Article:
Proactive project managers are people who focus their efforts and attention on the long-term as opposed to being reactive in the present moment. They believe that their actions matter and that they can positively influence a situation by doing something about it.

One of the best ways in which you can be proactive as a project manager is to work with your team and stakeholders to actively identify, analyze and mitigate project risks before they turn into issues. You can also make a concerted effort to build strong and lasting relationships with your stakeholders so that you are able to draw on their knowledge and support the day you need it. When you keep your stakeholders abreast of developments and have an excellent rapport with them, they are very unlikely to ever turn against you. They respect you and they know that you are actively working to improve all aspects of the project on their behalf.

Another way to be proactive is to carry out project reviews and to liaise with your team members on a one-to-one basis. Ask for feedback and investigate if there is anything at all you can do to optimize the way the team works. In addition, be proactive and explore if your QA activities are as good as they can be. Poor product quality is one of the biggest reasons for project failure.

Reactive is the opposite of proactive. Reactive people often hold a belief that they have no control over a situation. This could relate to the behavior of an unreasonable stakeholder or the issues that arise during a project. They surrender and wait until a potential problem has become a burning issue before they take action.

One of the reasons why some project managers give in and become reactive is that their workload is so big that they feel they have no option but to firefight in the present moment. But in reality, we always have an option even if it is not an easy one. If you feel overloaded and overworked, look at how you can delegate more, how you can get better at saying ‘no’ to new requests and how you can optimizing the way you manage your time.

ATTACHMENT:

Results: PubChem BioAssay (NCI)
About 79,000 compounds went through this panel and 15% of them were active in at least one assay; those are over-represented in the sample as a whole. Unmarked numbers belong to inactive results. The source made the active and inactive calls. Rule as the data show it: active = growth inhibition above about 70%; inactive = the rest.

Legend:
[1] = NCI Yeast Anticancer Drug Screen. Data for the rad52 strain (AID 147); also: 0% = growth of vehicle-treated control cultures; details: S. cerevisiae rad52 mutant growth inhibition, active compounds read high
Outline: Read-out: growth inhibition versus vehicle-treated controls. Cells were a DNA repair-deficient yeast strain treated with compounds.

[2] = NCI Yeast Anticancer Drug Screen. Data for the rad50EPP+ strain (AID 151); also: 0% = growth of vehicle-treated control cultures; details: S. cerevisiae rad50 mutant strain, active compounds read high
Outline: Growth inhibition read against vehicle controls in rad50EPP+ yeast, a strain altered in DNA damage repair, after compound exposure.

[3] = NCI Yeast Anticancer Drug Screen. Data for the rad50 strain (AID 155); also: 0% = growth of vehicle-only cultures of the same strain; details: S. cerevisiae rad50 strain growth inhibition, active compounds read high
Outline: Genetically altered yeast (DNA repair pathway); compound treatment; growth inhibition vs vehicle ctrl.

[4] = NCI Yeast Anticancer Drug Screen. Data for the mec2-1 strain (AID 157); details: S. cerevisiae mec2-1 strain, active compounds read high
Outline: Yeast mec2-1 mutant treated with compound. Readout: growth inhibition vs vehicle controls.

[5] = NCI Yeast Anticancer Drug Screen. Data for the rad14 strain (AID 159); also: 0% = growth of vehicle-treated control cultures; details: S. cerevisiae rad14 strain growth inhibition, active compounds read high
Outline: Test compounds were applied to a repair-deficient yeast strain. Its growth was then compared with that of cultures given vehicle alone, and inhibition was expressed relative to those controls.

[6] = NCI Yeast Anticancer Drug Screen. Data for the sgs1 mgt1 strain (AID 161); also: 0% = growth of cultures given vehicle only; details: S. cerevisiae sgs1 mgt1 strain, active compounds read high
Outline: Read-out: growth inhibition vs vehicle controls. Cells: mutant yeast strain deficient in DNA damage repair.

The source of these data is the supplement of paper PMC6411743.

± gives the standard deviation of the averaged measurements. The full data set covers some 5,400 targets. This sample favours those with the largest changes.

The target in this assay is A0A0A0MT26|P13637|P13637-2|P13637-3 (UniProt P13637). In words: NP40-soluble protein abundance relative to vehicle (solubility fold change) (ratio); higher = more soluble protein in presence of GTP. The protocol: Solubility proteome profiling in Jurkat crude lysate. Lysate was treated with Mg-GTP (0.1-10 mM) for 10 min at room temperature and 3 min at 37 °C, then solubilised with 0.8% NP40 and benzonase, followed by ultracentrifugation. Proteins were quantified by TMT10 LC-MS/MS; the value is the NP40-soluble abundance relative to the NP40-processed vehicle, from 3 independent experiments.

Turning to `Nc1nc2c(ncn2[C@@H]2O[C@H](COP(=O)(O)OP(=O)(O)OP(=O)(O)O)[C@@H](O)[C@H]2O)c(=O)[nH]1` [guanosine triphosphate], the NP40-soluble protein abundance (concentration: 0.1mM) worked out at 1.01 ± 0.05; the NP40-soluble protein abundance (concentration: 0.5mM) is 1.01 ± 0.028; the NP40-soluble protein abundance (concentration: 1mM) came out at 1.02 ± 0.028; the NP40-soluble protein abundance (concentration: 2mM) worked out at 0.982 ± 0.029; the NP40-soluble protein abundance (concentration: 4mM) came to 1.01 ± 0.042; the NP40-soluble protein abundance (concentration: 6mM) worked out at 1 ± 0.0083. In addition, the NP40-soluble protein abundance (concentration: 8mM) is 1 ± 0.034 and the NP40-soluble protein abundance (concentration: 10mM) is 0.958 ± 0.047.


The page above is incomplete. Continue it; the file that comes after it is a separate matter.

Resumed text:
To become more proactive, make it a habit to regularly engage in the following:
  • Spend time on your own and with team members identifying anything which could go wrong on the project. Thoroughly analyze the risks and identify an owner and mitigating actions. Do this as often as possible.
  • Ask team members as often as you can what is preventing them from moving forward or what could make them work more effectively.
  • Build strong relationships with all key players on the project. See things from their point of view, understand their interests and address their issues and concerns.
  • Carry out project reviews and encourage a culture of learning and contribution. Discuss how past issues can be avoided and take action to make improvements.
  • Demonstrate and prototype the solution to the customer and end users as often as possible. Ask for feedback and verify that what you are building matches their requirements and expectations.
  • Identify and review your project controls on a regular basis. Assess if they are working as expected and keeping cost, quality and time under control.
  • Actively manage your stakeholders’ expectations through face-to-face meetings and regular project reporting. Make them appreciate which risks, issues and constraints you are facing. Make sure there are no negative surprises.
  • Organize knowledge sharing and fun team building activities to improve morale and motivation.
  • Assess your own working practices and determine how you can optimize the way you spend your time. Could you, for instance, start delegating more?

Republished with permission from Susanne Madsen

Susanne Madsen

About Susanne Madsen:
Susanne Madsen is an internationally recognized project leadership coach, trainer, and consultant. She is the author of The Project Management Coaching Workbook and The Power of Project Leadership. Susanne’s belief is that project management success is as much about leading people as it is about managing tasks, events, and processes. She is a firm believer and practitioner of the GTD (Get Things Done) approach and enjoys helping people formulate and achieve their goals. For more about Susanne, please visit

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